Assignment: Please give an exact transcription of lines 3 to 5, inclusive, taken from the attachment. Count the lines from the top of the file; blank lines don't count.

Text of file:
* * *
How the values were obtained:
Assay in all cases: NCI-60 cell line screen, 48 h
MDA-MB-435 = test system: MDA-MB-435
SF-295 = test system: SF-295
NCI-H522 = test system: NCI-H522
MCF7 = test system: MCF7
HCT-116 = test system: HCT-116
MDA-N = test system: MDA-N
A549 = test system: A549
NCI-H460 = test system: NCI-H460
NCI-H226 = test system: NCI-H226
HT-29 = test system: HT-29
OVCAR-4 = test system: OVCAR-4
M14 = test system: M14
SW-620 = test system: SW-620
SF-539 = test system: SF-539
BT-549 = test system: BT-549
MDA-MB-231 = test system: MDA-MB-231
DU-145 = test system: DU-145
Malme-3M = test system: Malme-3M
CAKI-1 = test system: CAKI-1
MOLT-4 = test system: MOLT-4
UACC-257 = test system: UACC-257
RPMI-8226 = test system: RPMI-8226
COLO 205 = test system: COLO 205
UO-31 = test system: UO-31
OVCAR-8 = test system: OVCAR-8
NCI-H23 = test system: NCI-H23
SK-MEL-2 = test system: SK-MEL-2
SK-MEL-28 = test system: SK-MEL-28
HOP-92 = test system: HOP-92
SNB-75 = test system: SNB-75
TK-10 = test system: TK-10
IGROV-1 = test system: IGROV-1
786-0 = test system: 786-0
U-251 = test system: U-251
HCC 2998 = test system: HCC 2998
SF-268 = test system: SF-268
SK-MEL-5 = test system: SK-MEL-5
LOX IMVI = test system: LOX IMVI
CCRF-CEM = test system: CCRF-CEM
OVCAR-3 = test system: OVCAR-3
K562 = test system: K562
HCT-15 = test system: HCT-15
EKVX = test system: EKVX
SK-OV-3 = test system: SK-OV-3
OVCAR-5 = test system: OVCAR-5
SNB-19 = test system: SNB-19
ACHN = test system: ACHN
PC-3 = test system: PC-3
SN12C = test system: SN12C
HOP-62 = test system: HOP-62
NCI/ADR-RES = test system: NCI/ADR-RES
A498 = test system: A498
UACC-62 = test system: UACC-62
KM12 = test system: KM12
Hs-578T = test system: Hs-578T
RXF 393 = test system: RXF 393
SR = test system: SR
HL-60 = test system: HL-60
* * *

MDA-MB-435 = test system: MDA-MB-435
SF-295 = test system: SF-295
NCI-H522 = test system: NCI-H522